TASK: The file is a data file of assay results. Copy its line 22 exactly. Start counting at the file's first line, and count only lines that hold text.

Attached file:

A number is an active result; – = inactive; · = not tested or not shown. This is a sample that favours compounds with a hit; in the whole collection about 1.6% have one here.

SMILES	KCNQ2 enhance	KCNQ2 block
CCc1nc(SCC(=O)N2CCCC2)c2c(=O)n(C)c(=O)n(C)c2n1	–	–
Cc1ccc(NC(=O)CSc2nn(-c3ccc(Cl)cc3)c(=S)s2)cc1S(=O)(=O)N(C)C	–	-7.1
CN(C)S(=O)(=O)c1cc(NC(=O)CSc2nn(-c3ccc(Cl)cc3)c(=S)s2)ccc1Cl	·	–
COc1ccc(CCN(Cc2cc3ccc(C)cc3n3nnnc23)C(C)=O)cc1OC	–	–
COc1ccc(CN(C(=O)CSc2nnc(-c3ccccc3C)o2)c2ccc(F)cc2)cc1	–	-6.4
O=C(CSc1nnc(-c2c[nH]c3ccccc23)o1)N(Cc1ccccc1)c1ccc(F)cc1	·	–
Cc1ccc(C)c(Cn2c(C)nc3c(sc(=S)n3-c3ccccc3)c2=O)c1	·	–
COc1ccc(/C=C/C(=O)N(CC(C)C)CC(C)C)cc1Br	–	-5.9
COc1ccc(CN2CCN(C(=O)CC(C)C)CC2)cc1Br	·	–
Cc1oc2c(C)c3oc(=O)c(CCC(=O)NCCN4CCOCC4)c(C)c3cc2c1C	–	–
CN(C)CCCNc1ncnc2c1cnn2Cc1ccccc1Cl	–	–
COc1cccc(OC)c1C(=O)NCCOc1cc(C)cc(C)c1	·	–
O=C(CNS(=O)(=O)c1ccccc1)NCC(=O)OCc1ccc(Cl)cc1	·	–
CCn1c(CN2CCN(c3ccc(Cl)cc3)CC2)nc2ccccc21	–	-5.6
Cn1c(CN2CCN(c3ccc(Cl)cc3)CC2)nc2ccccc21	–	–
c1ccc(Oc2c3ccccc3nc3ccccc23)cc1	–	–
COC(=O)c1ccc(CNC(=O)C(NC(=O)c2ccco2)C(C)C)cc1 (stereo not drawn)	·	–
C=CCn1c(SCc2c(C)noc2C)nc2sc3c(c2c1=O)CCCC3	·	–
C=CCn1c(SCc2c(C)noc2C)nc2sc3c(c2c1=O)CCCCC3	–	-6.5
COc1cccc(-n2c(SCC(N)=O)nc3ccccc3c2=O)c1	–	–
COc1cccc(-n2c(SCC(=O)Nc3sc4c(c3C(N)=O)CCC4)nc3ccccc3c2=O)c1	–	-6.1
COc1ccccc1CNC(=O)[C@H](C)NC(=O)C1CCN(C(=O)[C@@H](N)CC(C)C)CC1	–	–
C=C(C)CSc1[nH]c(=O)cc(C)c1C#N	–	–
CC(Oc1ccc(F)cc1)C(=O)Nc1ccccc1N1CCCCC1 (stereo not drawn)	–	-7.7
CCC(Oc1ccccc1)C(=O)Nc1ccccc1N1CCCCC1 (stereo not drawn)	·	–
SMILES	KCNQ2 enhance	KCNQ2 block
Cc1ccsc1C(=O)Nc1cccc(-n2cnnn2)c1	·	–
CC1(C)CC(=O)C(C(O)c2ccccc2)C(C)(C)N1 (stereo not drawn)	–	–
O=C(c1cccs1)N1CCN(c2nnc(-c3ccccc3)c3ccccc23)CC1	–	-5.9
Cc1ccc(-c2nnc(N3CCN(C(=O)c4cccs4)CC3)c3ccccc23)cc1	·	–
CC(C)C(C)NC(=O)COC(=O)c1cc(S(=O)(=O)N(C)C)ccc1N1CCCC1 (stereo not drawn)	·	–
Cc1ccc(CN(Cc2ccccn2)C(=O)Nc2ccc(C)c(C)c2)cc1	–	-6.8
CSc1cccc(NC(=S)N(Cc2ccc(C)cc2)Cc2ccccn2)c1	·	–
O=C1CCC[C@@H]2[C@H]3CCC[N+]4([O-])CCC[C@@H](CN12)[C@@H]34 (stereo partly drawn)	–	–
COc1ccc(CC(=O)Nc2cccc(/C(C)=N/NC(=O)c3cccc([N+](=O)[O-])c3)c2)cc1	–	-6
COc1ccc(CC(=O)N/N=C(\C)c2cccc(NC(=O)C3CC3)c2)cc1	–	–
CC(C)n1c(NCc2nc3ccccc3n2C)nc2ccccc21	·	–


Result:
COc1cccc(-n2c(SCC(N)=O)nc3ccccc3c2=O)c1	–	–